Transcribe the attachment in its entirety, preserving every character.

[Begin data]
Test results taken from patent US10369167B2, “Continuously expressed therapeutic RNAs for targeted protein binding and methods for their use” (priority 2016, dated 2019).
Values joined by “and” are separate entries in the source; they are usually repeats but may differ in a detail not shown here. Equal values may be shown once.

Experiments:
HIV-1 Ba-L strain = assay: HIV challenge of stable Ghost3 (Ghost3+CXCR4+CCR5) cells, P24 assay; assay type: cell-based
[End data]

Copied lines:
Test results taken from patent US10369167B2, “Continuously expressed therapeutic RNAs for targeted protein binding and methods for their use” (priority 2016, dated 2019).
Values joined by “and” are separate entries in the source; they are usually repeats but may differ in a detail not shown here. Equal values may be shown once.

Experiments:
HIV-1 Ba-L strain = assay: HIV challenge of stable Ghost3 (Ghost3+CXCR4+CCR5) cells, P24 assay; assay type: cell-based